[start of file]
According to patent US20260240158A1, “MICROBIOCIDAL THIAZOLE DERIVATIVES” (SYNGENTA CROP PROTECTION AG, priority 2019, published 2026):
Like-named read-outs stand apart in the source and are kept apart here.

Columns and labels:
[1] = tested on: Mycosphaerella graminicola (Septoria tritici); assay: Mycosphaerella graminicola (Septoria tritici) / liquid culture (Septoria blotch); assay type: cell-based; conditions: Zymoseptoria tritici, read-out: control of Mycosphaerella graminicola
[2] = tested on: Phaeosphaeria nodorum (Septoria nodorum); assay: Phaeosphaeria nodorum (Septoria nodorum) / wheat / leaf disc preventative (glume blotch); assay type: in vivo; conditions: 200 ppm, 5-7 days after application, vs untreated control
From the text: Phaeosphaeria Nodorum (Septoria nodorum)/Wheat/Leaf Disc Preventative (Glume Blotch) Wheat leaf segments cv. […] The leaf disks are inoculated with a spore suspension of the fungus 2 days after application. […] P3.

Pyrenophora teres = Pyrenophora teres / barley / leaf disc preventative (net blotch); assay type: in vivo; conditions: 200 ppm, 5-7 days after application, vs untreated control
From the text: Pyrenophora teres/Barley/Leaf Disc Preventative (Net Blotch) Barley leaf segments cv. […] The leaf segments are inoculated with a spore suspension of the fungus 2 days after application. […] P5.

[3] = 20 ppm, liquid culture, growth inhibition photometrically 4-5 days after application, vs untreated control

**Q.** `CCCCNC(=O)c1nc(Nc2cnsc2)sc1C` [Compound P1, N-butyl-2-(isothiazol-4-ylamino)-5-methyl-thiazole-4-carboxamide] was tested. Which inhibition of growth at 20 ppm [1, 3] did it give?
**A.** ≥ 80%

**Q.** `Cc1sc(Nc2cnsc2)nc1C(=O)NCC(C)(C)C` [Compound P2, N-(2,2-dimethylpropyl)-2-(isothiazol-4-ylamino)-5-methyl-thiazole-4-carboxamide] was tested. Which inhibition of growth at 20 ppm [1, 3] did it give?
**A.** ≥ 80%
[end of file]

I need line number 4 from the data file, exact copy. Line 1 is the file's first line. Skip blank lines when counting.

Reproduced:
[1] = tested on: Mycosphaerella graminicola (Septoria tritici); assay: Mycosphaerella graminicola (Septoria tritici) / liquid culture (Septoria blotch); assay type: cell-based; conditions: Zymoseptoria tritici, read-out: control of Mycosphaerella graminicola